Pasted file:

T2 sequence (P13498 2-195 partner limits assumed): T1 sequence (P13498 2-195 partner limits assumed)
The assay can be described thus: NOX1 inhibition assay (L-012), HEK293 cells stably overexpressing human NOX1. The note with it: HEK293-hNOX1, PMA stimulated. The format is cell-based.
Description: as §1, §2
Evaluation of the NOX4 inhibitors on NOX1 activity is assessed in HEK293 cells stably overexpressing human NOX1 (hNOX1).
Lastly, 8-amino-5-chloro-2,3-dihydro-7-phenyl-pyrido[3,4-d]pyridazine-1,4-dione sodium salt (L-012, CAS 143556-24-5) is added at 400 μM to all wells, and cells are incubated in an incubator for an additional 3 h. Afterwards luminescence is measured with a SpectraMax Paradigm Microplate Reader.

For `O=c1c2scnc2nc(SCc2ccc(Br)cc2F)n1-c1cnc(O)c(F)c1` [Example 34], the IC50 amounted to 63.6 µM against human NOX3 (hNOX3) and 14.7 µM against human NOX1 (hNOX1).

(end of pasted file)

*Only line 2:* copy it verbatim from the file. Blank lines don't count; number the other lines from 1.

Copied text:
The assay can be described thus: NOX1 inhibition assay (L-012), HEK293 cells stably overexpressing human NOX1. The note with it: HEK293-hNOX1, PMA stimulated. The format is cell-based.